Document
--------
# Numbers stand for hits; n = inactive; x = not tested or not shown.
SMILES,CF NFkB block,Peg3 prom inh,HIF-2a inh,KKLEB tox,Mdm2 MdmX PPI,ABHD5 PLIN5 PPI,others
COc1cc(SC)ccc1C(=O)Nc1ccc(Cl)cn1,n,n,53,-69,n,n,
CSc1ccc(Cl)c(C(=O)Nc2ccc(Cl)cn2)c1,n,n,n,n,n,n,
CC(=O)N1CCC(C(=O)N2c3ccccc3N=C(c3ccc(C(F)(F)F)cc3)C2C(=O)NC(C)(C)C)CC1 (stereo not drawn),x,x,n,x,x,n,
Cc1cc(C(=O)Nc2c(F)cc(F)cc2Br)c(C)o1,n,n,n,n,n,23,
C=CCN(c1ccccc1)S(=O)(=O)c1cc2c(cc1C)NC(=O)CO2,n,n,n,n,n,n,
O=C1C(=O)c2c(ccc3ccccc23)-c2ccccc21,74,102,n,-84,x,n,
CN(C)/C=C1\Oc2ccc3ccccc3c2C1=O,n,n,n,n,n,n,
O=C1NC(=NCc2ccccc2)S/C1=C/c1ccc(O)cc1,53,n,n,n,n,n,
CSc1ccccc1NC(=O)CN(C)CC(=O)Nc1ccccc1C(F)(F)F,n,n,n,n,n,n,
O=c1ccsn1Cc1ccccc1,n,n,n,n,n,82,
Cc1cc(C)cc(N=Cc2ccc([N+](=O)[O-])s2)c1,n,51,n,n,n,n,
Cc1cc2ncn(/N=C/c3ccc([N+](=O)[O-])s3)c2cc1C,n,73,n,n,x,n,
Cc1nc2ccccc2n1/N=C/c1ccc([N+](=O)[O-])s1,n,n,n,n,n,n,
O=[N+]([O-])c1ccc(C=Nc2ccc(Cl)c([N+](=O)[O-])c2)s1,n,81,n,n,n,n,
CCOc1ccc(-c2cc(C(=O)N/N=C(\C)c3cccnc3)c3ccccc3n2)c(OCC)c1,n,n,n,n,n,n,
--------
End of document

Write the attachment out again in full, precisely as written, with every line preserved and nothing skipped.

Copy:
# Numbers stand for hits; n = inactive; x = not tested or not shown.
SMILES,CF NFkB block,Peg3 prom inh,HIF-2a inh,KKLEB tox,Mdm2 MdmX PPI,ABHD5 PLIN5 PPI,others
COc1cc(SC)ccc1C(=O)Nc1ccc(Cl)cn1,n,n,53,-69,n,n,
CSc1ccc(Cl)c(C(=O)Nc2ccc(Cl)cn2)c1,n,n,n,n,n,n,
CC(=O)N1CCC(C(=O)N2c3ccccc3N=C(c3ccc(C(F)(F)F)cc3)C2C(=O)NC(C)(C)C)CC1 (stereo not drawn),x,x,n,x,x,n,
Cc1cc(C(=O)Nc2c(F)cc(F)cc2Br)c(C)o1,n,n,n,n,n,23,
C=CCN(c1ccccc1)S(=O)(=O)c1cc2c(cc1C)NC(=O)CO2,n,n,n,n,n,n,
O=C1C(=O)c2c(ccc3ccccc23)-c2ccccc21,74,102,n,-84,x,n,
CN(C)/C=C1\Oc2ccc3ccccc3c2C1=O,n,n,n,n,n,n,
O=C1NC(=NCc2ccccc2)S/C1=C/c1ccc(O)cc1,53,n,n,n,n,n,
CSc1ccccc1NC(=O)CN(C)CC(=O)Nc1ccccc1C(F)(F)F,n,n,n,n,n,n,
O=c1ccsn1Cc1ccccc1,n,n,n,n,n,82,
Cc1cc(C)cc(N=Cc2ccc([N+](=O)[O-])s2)c1,n,51,n,n,n,n,
Cc1cc2ncn(/N=C/c3ccc([N+](=O)[O-])s3)c2cc1C,n,73,n,n,x,n,
Cc1nc2ccccc2n1/N=C/c1ccc([N+](=O)[O-])s1,n,n,n,n,n,n,
O=[N+]([O-])c1ccc(C=Nc2ccc(Cl)c([N+](=O)[O-])c2)s1,n,81,n,n,n,n,
CCOc1ccc(-c2cc(C(=O)N/N=C(\C)c3cccnc3)c3ccccc3n2)c(OCC)c1,n,n,n,n,n,n,